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Richard Curtis on
Publishing in the 21st Century
by Richard Curtis
AT THE END OF THE MILLENNIUM
(first published in Backspace
Like a world held between the gravitational pulls of two
stars, the publishing industry is suspended between two great
paradigms. One is the familiar industrial model built around
tangible objects: bound volumes of paper manufactured on printing
presses, warehoused in depots, transported in vehicles and
sold in stores; the other, newly born, can be described as
virtual. The sun of traditional publishing and bookselling
has illuminated and warmed us for a millennium, but it is
unquestionably fading, while the other, fueled by the prospect
of direct communication between authors and readers independent
of physical means of manufacture and distribution, scintillates
with possibilities. In the balance lies the fate of one of
civilization’s most precious artifacts, the book.
How is the transition from one system to the other affecting
authorship today? What challenges can writers expect in the
next few years? Is it possible to plot a course using coordinates
that are not yet precisely fixed? In this series of articles
I would like to describe the old and new models and speculate
on how the roles of authors, editors, literary agents, booksellers,
and even readers are changing – or must change –
to adapt to evolving conditions.
A Dying World
The best way to understand the differences between the two
paradigms is to analyze the ways that traditional texts are
distributed versus electronic versions. Looking unsentimentally
at the publishing process, it is essentially one in which
the writer’s text is delivered to the reader by means
of a distribution medium. The process adds value to the work,
converting a collection of words into a product for which
money can be charged.
Printed books today are published and distributed through
an industrial complex consisting of brick and mortar editorial
offices, printing plants, warehouses, and retail stores. After
being edited, the author’s text is printed and bound.
The physical object called the book is then transported from
station to station in fossil fuel-powered vehicles. These
peregrinations add cost to the original text and they are
supposed to add value.
Whether they add value any longer has become debatable.
The distribution model of the book industry is a consignment
one. Books are returnable to publishers for full credit, meaning
transportation of books back through the chain of brick and
mortar stations from whence they came. This practice was originally
created as an admirable incentive for booksellers to take
chances on new writers. Most other manufacturing processes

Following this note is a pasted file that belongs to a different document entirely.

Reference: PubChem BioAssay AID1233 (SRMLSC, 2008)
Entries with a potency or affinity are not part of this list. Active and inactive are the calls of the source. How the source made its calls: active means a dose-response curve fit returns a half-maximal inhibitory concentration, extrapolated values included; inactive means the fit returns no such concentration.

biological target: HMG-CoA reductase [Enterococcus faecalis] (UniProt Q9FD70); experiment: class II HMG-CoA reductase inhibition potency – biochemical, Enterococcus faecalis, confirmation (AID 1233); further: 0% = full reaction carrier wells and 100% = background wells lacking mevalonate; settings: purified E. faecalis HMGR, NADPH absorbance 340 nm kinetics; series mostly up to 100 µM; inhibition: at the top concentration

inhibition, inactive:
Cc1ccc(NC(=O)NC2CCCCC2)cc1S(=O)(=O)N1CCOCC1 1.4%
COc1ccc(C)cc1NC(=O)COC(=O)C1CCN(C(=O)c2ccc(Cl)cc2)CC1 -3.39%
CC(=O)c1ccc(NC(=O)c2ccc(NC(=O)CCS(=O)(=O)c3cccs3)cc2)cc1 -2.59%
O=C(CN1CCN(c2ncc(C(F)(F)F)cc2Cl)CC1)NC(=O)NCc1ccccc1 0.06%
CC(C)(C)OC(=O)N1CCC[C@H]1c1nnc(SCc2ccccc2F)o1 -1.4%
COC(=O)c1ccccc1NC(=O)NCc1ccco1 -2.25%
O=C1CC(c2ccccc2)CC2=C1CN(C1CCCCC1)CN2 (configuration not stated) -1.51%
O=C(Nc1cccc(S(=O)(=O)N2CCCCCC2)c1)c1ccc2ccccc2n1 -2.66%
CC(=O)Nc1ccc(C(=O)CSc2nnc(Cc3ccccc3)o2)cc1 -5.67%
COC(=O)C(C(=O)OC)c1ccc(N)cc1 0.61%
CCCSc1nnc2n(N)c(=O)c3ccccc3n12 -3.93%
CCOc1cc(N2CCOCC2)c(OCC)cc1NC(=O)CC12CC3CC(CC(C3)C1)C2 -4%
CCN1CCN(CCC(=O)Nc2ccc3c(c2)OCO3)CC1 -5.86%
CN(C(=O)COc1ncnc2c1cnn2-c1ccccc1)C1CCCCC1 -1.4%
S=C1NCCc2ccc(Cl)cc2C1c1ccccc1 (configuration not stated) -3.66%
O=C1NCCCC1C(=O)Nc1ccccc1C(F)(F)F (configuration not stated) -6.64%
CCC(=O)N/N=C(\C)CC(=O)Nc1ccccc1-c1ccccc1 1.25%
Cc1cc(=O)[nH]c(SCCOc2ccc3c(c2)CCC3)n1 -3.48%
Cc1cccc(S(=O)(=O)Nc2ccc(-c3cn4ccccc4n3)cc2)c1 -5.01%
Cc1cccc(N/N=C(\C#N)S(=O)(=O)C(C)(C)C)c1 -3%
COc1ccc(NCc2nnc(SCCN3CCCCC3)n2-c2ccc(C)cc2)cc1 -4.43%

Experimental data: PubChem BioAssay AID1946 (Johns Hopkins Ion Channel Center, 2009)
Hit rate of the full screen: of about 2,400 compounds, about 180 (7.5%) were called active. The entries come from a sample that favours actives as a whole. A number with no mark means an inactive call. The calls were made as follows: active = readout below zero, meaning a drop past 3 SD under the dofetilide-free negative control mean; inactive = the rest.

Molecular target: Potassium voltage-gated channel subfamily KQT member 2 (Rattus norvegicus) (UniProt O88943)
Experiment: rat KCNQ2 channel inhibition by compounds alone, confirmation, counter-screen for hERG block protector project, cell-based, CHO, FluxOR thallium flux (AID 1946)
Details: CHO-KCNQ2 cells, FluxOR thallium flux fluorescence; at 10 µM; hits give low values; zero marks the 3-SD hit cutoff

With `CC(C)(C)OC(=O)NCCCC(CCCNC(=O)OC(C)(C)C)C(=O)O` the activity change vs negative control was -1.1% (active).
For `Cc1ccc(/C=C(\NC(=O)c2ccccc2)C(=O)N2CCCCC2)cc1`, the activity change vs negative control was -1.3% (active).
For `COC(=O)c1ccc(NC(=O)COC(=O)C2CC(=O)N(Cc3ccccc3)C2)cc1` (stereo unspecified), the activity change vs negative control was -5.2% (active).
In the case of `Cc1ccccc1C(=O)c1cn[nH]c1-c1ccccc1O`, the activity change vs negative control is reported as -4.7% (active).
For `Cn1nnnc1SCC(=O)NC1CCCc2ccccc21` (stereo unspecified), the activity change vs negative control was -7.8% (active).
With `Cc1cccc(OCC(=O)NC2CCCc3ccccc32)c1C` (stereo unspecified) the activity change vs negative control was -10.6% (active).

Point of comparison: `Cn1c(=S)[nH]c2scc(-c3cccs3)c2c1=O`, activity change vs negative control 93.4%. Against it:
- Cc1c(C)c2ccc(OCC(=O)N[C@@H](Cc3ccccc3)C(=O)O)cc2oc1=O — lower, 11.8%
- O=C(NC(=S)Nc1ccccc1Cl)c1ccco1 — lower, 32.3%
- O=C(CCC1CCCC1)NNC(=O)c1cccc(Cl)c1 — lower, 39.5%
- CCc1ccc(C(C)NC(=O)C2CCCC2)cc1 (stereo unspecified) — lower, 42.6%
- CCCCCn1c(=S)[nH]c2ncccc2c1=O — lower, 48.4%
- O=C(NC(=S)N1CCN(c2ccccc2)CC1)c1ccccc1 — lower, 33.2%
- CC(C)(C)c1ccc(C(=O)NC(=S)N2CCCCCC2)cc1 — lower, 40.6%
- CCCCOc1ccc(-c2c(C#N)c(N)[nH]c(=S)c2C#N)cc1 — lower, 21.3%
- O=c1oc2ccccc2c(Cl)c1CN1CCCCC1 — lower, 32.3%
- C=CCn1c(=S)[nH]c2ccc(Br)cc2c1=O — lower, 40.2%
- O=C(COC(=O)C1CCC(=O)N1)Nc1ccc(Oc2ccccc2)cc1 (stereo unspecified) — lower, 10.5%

place the burden of disposing of unsold goods on the retailer,
such as in-store sales at increasingly high discounts. Not
so for publishers.
For most of the twentieth century a modest and stable rate
of return stimulated the book industry’s growth. In
the 1980s and ‘90s, however, the return rate for trade
books (fiction and nonfiction of general interest) began to
soar to unprecedented levels of fifty percent and even higher.
One does not need an advanced degree in business to perceive
that it is almost impossible to make a profit selling one
unit of a product for every two manufactured, especially when
the manufacturer is compelled to fully refund the purchase
price to the customer. Indeed, it is hard to imagine a less
efficient delivery system.
As cash grew shorter and shorter, publishers developed strategies
to raise more of it. One was to pursue branded authors who
could guarantee profits. This strategy seemed sensible in
theory but failed in practice as shrewd agents demanded and
got huge prices for their household-name clients, guaranteeing
only that that many authors would get rich while their publishers
lost money or at best broke even.
Other publishers sought mergers with larger houses or rich
conglomerates in the hope of becoming major players in the
bidding for those household-name authors. Like many a chemical
reaction, this approach generated much light and heat, but
as time went by the new entity found itself hobbled by the
same cash flow problems that had triggered the merger, only
on a larger scale. This insatiable hunger for capital led
to a new round of acquisitions, and this time not of marginal
presses but of giants like Simon & Schuster, Doubleday,
Macmillan, Putnam, Warner, Harper, and St. Martins.
In the process, the unique personality and culture of each
company that succumbed were destroyed. Those executives fortunate